Growing Up Italian

In Newark’s North Ward, it was all about family, friends—and food.

The author with his family, circa 1967. Clockwise from top left: matriarch Fran Adubato, sister Theresa, Steve Jr., Steve Sr., and baby sister Michelle.
Courtesy of Steve Adubato.

I know it’s going to hurt my mother’s feelings, but she isn’t the greatest Italian cook in the world. She is a great mother and keeps our wacky Italian-American family together—particularly during our dysfunctional holiday gatherings—but she can’t cook. Some may think that it is sacrilegious for a matriarch of an Italian-American family, but my mother’s specialty was boiling hot dogs—and on certain days she even had trouble with that. (I guarantee my mother is not going to talk to me after she reads this column.)

My mother’s cooking aside, I cherish my experience growing up Italian-American in Newark’s North Ward. We lived in a neighborhood where virtually every kid had roots in the same struggling section of Naples in southern Italy. (There was one token Irish kid, Gary McDonald—and his grandma was Italian.)  

I grew up thinking that everyone was Italian and that the only food or music in the world that mattered was either cooked by an Italian woman (except, of course, my mother) or sung by Frank Sinatra, Frankie Valli or Enrico Caruso. I was surrounded by Italian family, Italian friends and Italian food.

We played baseball in an abandoned lot on Tiffany Boulevard (named after the old Tiffany Silver Factory) in Newark where my friend Tony Ossetto would make baselines using some sort of white powder. (He said it was chalk; I think it was lye.) We also played stick ball against the back wall of the Pantry Pride  supermarket on Mt. Prospect Avenue until the night foreman would chase us away.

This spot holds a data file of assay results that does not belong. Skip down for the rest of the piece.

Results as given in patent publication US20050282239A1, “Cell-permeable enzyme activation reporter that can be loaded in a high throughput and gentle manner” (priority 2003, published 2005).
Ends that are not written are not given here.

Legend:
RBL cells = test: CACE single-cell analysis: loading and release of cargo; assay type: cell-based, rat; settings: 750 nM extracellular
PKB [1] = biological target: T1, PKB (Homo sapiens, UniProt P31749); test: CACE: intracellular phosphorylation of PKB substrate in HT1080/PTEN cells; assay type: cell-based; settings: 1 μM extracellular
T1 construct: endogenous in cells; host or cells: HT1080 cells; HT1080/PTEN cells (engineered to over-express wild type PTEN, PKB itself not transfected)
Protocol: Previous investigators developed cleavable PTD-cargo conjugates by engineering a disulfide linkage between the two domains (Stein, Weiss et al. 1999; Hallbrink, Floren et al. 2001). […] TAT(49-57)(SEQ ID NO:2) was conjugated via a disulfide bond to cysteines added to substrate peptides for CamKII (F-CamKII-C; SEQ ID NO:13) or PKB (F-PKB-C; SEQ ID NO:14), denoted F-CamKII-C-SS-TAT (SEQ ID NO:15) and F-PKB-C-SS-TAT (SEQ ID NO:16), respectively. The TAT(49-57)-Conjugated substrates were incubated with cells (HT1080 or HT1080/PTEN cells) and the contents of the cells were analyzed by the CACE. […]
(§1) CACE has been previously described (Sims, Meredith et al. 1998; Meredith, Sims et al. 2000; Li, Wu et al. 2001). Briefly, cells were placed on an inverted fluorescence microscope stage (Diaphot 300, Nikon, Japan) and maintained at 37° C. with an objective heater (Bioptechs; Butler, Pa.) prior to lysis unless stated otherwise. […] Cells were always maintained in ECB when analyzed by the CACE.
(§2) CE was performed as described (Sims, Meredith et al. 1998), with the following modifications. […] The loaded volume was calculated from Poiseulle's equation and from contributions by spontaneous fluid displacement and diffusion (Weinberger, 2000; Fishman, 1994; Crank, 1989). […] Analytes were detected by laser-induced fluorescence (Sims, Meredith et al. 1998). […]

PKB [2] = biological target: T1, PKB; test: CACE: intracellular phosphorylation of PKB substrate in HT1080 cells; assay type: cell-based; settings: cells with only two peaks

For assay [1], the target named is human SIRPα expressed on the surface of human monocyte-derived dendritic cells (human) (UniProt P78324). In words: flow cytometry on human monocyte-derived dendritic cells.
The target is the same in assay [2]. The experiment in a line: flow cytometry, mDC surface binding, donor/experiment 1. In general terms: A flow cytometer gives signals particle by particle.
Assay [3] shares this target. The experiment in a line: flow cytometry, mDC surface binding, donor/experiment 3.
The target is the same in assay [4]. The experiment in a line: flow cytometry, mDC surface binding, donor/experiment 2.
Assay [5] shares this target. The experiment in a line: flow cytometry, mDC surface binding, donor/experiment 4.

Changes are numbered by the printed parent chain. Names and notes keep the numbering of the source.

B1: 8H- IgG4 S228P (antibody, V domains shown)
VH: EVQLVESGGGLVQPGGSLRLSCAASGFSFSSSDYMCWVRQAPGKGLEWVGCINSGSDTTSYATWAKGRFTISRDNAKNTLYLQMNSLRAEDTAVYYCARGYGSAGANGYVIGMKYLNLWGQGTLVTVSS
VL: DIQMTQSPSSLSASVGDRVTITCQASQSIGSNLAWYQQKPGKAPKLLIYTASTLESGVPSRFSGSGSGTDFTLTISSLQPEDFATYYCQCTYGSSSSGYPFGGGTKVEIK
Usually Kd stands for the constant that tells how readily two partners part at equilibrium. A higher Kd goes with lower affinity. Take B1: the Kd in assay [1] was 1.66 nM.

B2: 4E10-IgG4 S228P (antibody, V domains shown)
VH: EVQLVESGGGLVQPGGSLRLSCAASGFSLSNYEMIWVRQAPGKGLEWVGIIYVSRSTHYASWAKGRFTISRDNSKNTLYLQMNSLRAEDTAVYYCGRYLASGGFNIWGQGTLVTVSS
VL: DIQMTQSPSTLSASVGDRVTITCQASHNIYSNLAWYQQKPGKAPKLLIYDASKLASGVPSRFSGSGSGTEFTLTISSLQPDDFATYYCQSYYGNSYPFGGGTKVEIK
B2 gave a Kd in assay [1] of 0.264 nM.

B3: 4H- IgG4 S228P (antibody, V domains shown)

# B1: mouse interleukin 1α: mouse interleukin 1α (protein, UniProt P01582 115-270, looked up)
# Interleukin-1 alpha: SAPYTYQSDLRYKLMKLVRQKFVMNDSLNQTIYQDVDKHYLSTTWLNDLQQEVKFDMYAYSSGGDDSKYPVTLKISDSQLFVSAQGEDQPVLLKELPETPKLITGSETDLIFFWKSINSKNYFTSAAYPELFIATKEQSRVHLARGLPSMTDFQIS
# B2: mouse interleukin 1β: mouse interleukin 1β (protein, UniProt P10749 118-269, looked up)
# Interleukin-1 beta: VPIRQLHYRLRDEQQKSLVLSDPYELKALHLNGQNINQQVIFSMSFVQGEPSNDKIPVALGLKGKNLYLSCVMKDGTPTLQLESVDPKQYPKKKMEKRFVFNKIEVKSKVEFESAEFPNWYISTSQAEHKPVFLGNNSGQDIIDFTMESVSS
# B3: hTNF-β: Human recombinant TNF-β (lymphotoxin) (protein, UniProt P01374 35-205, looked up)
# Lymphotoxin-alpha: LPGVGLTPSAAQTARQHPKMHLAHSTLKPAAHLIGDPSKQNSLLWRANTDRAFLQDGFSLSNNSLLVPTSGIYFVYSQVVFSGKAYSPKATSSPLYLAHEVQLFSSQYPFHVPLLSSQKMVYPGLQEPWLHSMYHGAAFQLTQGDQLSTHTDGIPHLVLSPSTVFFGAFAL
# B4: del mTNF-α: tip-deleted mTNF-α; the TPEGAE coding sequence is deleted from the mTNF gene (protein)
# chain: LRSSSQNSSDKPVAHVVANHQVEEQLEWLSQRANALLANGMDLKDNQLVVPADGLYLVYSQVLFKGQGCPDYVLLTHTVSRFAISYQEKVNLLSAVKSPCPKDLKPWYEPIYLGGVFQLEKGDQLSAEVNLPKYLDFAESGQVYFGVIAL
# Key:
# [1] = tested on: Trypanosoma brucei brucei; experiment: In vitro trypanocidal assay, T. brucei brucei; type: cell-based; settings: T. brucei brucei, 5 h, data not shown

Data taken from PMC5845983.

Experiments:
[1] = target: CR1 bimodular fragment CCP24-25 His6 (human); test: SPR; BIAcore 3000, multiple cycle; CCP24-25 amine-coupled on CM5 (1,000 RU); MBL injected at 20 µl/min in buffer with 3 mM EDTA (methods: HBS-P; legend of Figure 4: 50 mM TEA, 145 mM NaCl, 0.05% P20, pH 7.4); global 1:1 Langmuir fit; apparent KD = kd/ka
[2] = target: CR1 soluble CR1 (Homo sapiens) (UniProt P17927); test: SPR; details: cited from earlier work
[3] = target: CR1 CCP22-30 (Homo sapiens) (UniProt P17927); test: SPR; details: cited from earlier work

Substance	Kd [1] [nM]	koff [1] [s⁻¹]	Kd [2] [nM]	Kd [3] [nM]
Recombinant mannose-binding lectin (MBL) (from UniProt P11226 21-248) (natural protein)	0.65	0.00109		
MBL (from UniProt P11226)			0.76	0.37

After a game, we hung out at Mangano’s grocery, ordering huge Italian sandwiches (we called them subs). We would wash them down with a cream soda or a Coke in an old-style glass bottle that we’d get a few cents for upon return. We’d sit on wooden fruit crates in the front of Mangano’s and argue about sports and girls and who could beat whom in a fight. That would lead to “slap boxing” and the related bloody noses and bruised egos. After a while, Mrs. Mangano and her son Joe would tell us it was time to go and we’d walk or ride our bikes home. The neighborhood always felt safe. 
People talk about Italian restaurants, but we never seemed to go out. My grandparents Vincenza and Luiggi Cavello lived right next door, as did my mother’s sister Ana. (We called her Zizzi, because in Italian, Zia means aunt, but in southern Italy, they would inevitably screw up the language, so it became Zizzi.)  Why go to a restaurant, Italian or otherwise, when everyone else’s mother (except for my own—mom, I promise this is the last time I mention it) would constantly be cooking Italian?

Some of the most memorable scenes from my childhood were the family fights around the dinner table. There was the time my Uncle Mike—a New Jersey state legislator who passed away many years ago—got into an argument with my father in front of the family. Eventually, my uncle picked up an entire bowl of smelts (a very smelly fish) and dumped it over my father’s head. My grandmother and aunts were all screaming, and the Adubato brothers had to be separated by stronger and wiser great uncles.

While the family fights occasionally still happen, they are not nearly as colorful as they were back then. Those old gatherings shaped our lives because we always seemed to come back together and make up in dramatic fashion.  

Growing up Italian-American in New Jersey was never boring and it helped toughen you for the times ahead. I wouldn’t trade any part of it—including my mother’s hot dogs—for anything.

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